By People Staff
Updated April 11, 1994 12:00 PM

IT WAS A BOLD AND BALD-FACED—OK RATHER, BALD-HEADED—act of friendship: On March 11, 13 fifth-grade boys lined up to have their pates shaved at the Men’s Room, a San Marcos, Calif., hair salon. Valuing substance over style, the boys embraced the full-sheared look because their classmate Ian O’Gorman, 11, about to undergo chemotherapy for cancer, would soon lose his hair. Says Ian’s pal, Erik Holzhauer, also 11: “You know, Ian’s a really nice kid. We shaved our heads because we didn’t want him to feel left out.”

If compassion were a subject, the Bald Eagles, as the boys now call themselves, would clearly get A’s. They look notice in early February that Ian was starting to lose weight. Then on Feb. 18 doctors removed a tumor the size of an orange from Ian’s small intestine. The diagnosis was non-Hodgkins lymphoma, which has a 68 percent survival rate after five years for children under the age of 15. Two days later, Ian’s best friend, Taylor Herber, came to the hospital. “At first I said I would shave my head as a joke, but then I decided to really do it,” says Taylor. “I thought it would be less traumatizing for Ian.” At school he told the other boys what he was planning, and they jumped on the bald wagon.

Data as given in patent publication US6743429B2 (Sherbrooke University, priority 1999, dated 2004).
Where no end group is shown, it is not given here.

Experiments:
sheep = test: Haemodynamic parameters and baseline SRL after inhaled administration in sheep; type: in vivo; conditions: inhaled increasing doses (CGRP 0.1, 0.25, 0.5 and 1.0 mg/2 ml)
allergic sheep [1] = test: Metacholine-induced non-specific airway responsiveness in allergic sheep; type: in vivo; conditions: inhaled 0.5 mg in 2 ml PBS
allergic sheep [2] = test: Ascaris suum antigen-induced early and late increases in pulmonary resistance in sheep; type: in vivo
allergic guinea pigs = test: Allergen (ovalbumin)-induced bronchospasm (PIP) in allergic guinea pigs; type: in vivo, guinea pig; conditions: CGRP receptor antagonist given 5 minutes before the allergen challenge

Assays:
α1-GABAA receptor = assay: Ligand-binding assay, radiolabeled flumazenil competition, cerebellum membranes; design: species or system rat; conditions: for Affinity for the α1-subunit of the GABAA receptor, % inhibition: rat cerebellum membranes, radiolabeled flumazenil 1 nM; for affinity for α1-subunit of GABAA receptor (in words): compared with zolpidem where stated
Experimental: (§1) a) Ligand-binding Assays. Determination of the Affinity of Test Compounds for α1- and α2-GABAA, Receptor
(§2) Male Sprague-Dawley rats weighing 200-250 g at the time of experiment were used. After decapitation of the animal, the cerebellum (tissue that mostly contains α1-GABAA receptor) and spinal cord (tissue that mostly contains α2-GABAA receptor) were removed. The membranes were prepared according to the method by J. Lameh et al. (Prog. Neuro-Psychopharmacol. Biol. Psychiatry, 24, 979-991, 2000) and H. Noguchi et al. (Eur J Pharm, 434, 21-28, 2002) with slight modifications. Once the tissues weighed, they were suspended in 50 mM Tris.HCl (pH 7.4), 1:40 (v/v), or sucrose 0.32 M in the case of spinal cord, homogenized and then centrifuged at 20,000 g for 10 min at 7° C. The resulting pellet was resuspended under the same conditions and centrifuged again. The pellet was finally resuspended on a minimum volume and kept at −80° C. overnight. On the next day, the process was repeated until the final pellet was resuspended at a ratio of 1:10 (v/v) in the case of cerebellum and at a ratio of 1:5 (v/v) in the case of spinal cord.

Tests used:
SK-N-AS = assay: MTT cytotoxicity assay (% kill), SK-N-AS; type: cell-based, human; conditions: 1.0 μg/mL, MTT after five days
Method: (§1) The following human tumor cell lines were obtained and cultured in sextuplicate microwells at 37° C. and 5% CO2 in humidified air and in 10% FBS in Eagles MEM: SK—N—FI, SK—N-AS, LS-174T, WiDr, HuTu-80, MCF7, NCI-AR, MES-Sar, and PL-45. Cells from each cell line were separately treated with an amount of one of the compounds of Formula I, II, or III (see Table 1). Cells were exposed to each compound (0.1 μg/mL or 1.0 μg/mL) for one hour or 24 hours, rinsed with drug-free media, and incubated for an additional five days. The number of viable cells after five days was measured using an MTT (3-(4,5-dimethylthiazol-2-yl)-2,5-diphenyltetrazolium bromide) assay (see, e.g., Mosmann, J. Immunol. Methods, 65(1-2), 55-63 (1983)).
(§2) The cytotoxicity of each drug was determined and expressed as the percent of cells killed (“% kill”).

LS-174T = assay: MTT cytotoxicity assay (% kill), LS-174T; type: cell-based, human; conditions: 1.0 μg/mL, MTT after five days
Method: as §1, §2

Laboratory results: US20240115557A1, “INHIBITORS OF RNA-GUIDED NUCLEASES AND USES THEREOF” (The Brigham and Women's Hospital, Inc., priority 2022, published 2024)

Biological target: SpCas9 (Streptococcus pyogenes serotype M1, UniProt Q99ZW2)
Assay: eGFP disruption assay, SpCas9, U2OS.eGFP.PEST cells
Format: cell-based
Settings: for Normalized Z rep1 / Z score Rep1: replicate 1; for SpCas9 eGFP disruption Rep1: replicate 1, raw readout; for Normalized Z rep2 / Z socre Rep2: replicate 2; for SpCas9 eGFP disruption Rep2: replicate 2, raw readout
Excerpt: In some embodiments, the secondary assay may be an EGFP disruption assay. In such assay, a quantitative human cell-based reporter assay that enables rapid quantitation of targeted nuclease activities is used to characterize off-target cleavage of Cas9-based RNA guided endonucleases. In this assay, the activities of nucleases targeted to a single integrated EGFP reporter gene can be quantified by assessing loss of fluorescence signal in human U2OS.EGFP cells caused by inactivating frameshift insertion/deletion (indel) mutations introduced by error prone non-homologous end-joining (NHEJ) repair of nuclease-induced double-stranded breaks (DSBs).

Soon, says Erik, “just about everyone wanted to shave their heads.” That included a few girls, who never went through with it, much to Erik’s relief—”I don’t think Ian wanted to be followed around by a bunch of bald girls,” he observes—and Jim Alter, 50, their teacher, who did. “They did all this by themselves,” he says. “They’re just really good kids. It was their own idea. The parents have been very supportive.”

Ian, who completes his chemo in May, is already well enough to be playing first base on his Little League baseball team. “What my friends did really made me feel stronger. Tt helped me get through all of this,” he says gratefully. “I was really amazed that they would do something like this for me.” And they won’t slop until it’s over. “When Ian gets his next CAT scan,” vows Erik, “if they decide to do more chemotherapy, we’ll shave our heads for another nine weeks.”